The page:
Title: The Winter Prince
Author: R. Cooper
Publisher: Dreamspinner Press
Pages/Word Count: 147 Pages
At a Glance: I love fairy tales for their darkness and their light—The Winter Prince is both.
Reviewed By: Lisa
Blurb: His heart stolen by a powerful pari’s magic, a young prince’s veins slowly fill with ice. That is what the stories say. Three years have passed since, and all efforts to save Kişin have failed. He won’t survive another winter. To save the prince’s life, Razin, the court wizard and Kişin’s childhood friend, plans to seek out the pari. But unbeknownst to Razin, Kişin’s heart was never stolen; he gave it freely to escape the pain of impossible love—his love for Razin.
Razin won’t accept Kişin’s fate, for reasons obvious to anyone who knows anything of love. Kişin agrees to the desperate quest, out of duty and a need to protect Razin. They are soon joined by Kişin’s once-betrothed, Lana, the daughter of the khan, who seeks to break the curse that has turned her into a beast. But it isn’t long before Razin realizes saving his prince will require more than simply retrieving his heart. Razin will have to convince him to want it.
Review: If you believe everything you read on the internet, Albert Einstein has been quoted as having once said, “If you want your children to be intelligent, read them fairy tales. If you want them to be more intelligent, read them more fairy tales.” I have no clue whether or not that’s true, but I can say one thing for sure—I think he was right because I’m totally biased.
R. Cooper’s The Winter Prince might be called a fairy tale romance by some, and that wouldn’t be wrong, but that’s not all this story is. As with all fairy tales, this story has a lesson to it too. The Winter Prince is a tale of love and loyalty, of friendship and courage, but perhaps most importantly, it’s a story of redemption for a prince who gave away his heart because it was easier to live without any heart at all than to live with the ache of a love that could never be. The Winter Prince is a story about learning how to give without losing, how not to take a priceless gift without giving something of oneself in return, and to accept that a broken heart means that sometimes love is an imperfect gift that just keeps on giving.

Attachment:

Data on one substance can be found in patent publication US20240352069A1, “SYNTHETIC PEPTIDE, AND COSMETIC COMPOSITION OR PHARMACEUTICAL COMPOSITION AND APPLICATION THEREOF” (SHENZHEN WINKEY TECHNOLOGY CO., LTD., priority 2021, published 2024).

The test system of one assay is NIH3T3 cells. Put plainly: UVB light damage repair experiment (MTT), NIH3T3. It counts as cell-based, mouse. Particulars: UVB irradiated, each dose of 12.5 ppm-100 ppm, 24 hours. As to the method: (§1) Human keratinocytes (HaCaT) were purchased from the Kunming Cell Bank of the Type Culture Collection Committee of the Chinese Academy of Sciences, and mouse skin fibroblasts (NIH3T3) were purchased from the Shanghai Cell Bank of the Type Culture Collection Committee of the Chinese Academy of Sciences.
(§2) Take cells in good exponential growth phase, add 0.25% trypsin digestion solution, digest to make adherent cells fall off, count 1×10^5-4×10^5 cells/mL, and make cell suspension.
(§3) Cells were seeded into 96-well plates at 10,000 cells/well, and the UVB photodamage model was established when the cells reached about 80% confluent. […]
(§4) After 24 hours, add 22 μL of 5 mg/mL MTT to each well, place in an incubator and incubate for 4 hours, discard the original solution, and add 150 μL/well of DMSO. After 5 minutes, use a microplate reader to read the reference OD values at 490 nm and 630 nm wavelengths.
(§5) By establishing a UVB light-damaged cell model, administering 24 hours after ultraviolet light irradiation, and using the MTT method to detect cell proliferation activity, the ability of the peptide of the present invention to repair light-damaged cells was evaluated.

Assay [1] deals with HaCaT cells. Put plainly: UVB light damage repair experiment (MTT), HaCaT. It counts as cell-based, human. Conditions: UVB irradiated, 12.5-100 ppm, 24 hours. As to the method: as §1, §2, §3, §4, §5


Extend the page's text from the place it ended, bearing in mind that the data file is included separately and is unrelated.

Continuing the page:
Kişin Bey goes by several titles in this story—he is the Prince-in-Winter but was born Kaman Bey, Prince Arrow. He is Highness. He is Captain of the Immortal Guard. But only Razin, a powerful wizard who serves Kişin’s family—and who was once Kişin’s dearest friend—is bold enough to use the prince’s name as both compliment and insult, depending on his mood. As Razin and the royal court watch Kişin grow weaker as the ice in his veins threatens to consume him, as Kişin turns away suitor after suitor because without a heart he knows he cannot love, Razin makes it his mission to accompany Kişin on a quest to find the pari to whom Kişin gave his heart, and more. It’s a quest that, at its end, Kişin will either succeed in and regain what has been gone those long three years. Or, will die trying. Something Razin is determined will not happen. Razin’s dual quest in this tale is to convince his Arrow to live.
A dangerous journey into the unknown brings unexpected alliances, reunites a prince with his once-betrothed—but now cursed—princess, a dragon to slay, the slaying of personal demons, an awakening and a resurrection. Is the heart the seat of the soul and the vessel of all our emotions? It’s a question that arises while reading this story—fairy tales would allow us to think so. Or maybe it’s the heart of the one who loves Kişin that holds his lost soul instead. The alchemy of Kişin’s story is one that burns of ice not of fire. Unless, of course, you count a desire that burns hot enough to resurrect a lost love. And what could be more romantic than that?
I love fairy tales for their darkness and their light—The Winter Prince is both. R. Cooper leads her characters on a journey through trials and, ultimately, on to triumph and a sweet ending in a magical realm where the deepest and darkest mystery is love and the human heart.
You can buy The Winter Prince here: